Biomarkers provide information that can help doctors develop individualized treatment plans for certain patients. But molecular testing is the only way to find out if your cancer has a biomarker. 1
Your doctor may order this testing when you undergo a biopsy to determine your type of lung cancer.2-4 If you’re not sure your tumor has been tested, or if you haven’t had a biopsy, it’s important to talk to your doctor.
When Should You Get Tested?
You may be tested at any point in your diagnosis and treatment. For instance, your treatment team may decide to test after you have been diagnosed but before you start treatment. That way, the test may help to determine which treatment options exist for your type of tumor.
If you have already begun treatment, your original biopsy or a new sample might be tested to determine additional treatment options. Additional tests may be necessary in cases where you have stopped responding to certain treatments.
What’s Involved in Testing?
If your doctor orders a molecular profile of your tumor, a sample of your tumor tissue will be sent to a special lab. There your tissue will be tested for molecular biomarkers — the distinctive fingerprints of gene mutations inside tumor cells that may cause them to be cancerous.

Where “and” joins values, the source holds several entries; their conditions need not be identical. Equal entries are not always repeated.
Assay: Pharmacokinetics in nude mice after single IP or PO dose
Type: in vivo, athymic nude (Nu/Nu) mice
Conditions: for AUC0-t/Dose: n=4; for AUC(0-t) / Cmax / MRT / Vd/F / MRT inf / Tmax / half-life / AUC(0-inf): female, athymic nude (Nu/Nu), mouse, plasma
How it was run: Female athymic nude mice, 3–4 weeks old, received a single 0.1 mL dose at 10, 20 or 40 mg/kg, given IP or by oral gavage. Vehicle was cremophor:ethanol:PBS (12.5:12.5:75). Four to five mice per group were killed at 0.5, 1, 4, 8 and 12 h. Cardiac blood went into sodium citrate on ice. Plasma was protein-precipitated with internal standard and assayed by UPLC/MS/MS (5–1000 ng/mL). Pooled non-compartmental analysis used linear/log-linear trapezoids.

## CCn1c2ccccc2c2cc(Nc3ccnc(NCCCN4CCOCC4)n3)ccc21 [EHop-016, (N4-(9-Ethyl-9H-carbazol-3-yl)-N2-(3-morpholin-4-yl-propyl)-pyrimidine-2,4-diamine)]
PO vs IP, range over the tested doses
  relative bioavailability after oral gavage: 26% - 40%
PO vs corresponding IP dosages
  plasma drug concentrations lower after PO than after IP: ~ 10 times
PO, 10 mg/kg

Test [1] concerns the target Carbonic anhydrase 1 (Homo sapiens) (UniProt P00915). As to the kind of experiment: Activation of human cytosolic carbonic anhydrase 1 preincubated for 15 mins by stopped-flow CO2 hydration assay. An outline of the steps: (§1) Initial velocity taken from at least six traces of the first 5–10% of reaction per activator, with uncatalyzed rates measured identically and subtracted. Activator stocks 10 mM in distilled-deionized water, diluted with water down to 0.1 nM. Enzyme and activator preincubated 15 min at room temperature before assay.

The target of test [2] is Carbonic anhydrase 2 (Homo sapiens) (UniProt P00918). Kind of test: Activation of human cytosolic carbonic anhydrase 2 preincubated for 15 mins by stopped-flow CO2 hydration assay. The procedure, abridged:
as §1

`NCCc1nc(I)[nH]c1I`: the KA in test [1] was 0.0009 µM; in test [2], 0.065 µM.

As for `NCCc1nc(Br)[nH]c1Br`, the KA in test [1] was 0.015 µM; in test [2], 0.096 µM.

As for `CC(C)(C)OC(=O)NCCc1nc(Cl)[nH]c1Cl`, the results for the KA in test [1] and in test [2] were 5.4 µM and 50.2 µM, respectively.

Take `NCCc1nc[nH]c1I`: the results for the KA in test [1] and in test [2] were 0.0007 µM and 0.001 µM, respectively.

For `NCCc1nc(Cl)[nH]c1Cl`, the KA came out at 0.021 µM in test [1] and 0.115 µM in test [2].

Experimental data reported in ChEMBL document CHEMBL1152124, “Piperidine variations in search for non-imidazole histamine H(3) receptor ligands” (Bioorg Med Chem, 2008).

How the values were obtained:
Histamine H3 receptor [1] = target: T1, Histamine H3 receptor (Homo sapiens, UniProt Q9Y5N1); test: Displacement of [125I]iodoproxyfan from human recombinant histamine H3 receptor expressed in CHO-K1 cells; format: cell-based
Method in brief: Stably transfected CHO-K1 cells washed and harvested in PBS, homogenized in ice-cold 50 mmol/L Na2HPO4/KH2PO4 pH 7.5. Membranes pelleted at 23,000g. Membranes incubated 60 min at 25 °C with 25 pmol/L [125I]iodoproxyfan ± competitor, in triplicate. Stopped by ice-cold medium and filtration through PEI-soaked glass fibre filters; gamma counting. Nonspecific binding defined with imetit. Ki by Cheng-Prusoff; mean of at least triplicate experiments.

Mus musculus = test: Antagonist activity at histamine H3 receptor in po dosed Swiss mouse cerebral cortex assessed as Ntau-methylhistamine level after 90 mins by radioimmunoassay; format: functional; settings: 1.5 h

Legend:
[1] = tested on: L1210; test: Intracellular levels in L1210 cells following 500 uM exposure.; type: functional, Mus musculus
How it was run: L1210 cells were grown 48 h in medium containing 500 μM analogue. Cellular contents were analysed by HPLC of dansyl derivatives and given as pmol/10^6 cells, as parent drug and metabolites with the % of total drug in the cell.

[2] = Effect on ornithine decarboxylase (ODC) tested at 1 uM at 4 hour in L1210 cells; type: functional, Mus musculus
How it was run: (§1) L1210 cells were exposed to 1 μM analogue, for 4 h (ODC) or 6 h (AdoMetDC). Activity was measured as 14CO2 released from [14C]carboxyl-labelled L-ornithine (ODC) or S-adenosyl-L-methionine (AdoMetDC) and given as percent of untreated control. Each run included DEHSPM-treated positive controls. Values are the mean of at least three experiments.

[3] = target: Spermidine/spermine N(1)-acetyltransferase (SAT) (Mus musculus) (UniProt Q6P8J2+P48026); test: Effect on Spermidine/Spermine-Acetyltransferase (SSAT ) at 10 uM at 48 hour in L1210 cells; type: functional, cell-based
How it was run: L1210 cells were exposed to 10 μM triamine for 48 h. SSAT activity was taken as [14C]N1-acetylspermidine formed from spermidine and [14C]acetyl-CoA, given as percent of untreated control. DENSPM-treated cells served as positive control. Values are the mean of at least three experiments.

Testing positive for biomarkers could lead to a treatment for your particular type of cancer, or could provide other important clues about your disease. It could also determine your eligibility for clinical trials.1,4,5 Talk to your doctor about which clinical trials, if any, might be right for you. Use our Interactive Discussion Guide to get started.
Tissue from a previous procedure may be used for this laboratory testing, or your doctor may decide to order a new biopsy of your tumor.
Talk to your doctor and ask if molecular profiling is right for you. The Interactive Discussion Guide on the next page can help you start the conversation.